#203: Mince: The Real American Pie
A history of what was once known as the Real American Pie plus two recipes for mince filling for Stir Up Sunday.
Last month I mentioned that November 26 is “Stir Up Sunday,” the traditional day that mince fillings are made. In a comment, I was asked if I might have a recipe for mince filling. (Thanks for asking, Mel.🙂) I have several and today I am sharing two with you. As you may need a bit of time to gather all the ingredients, I thought it might be a good idea to post this well in advance of Stir Up Sunday.
Now follow me down the Mince Pie rabbit hole!
‘Stir up, we beseech thee, O Lord, the wills of thy faithful people; that they, plenteously bringing forth the fruit of good works, may of thee be plenteously rewarded..."
—Common Book of Prayer
You may never have made a Mince Pie as you may have thought…
too many ingredients to find
too labor intensive
too much time for curing
Monroe Boston Strauss (1900-1981), who was known as The Pie King, writes in Pie Marches On, (a fabulous book if you can get your hands on it by the way) that mince pie "is a direct descendant of the huge 'pasty' of medieval times, made of venison, peacocks, swans, boar meat or any other combination of ingredients which the lord of the manor fancied, or which the cook found available."
Modern day historical pie guru, Ivan Day, who I would love to study with, says that there is a lot of nonsense about the history of mince pies having any connection to Christ's crib or spices that the Magi would have carried. In the 16th century mince pies were known as ‘shred pies’ and made with tongue, offal or veal mixed with suet, dried fruits and sugar. Day says, “In Cumbria these sweet pies were partially eaten on Christmas morning and then saved until Candlemas morning on February 2." Perhaps they were only partially eaten and hidden away as eating mince pies on Christmas Day during Oliver Cromwell's rule in the 1650s was technically illegal. What a poop!
"Mince pie, like Masonry, arouses curiosity from the mystery attaching to it. Its popularity shall never wane until faith is lost in sight."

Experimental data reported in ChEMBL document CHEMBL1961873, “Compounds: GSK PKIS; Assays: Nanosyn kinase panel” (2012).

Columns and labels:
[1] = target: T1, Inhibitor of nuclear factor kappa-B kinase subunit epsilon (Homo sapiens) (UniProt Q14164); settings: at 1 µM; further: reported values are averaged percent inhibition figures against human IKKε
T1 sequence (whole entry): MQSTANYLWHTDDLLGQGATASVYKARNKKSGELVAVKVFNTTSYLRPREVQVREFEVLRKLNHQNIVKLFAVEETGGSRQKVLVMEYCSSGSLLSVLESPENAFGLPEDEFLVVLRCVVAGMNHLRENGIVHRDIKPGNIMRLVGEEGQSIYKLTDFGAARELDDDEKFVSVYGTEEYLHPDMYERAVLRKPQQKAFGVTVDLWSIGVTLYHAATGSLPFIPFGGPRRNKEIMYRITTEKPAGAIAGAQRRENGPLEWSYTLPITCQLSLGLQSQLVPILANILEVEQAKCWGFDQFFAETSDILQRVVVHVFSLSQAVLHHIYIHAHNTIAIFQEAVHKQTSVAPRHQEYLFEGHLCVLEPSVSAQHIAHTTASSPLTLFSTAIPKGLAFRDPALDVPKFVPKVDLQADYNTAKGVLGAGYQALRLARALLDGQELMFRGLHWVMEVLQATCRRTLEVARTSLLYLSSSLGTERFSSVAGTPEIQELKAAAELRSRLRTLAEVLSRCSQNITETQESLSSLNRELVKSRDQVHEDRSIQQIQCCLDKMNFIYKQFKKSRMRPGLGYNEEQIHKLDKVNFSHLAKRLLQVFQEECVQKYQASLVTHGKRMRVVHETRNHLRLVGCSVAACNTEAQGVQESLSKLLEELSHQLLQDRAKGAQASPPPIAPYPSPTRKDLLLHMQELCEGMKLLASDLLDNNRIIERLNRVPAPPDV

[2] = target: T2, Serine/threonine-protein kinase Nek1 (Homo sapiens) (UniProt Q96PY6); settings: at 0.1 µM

---Montpelier Argus and Patriot for March 10, 1880
Film critic and writer Cliff Doerksen (1963-2010) traced the history of what he called “the Real American Pie” and shared that mince pie was once “inextricable from our American identity,” and that during the Prohibition era it was a popular way to camouflage alcohol. "In 1919 the Chicago Tribune reported that the average alcohol content of canned mince samples on display at a trade show for the hotel business had spiked to 14.12 percent, offering a far more efficient buzz than legal near beer, with its measly .5 percent. 'I love pie,' declared one attendee. 'Here's how!' leered his companion, and they clinked their plates together like cocktail glasses."
If you look, you’ll find lots of recipes for mince pie. My reproduction copy of the 1742 The Williamsburg Art of Cookery by William Bullock has two recipes for mincemeat and three recipes for the pie. Janet Clarkson, the author of Pie has a number of references and recipes on her now retired website, and The Farm Journal Complete Pie Cookbook (1965) has no less than 20 mince and mince pie recipes. It is obvious that this pie has had a lot of interest for centuries.
Here are two recipes for you.
CATHERINE RICHARDSON’S MINCE PIE
TRADITIONAL BRITISH MINCE PIE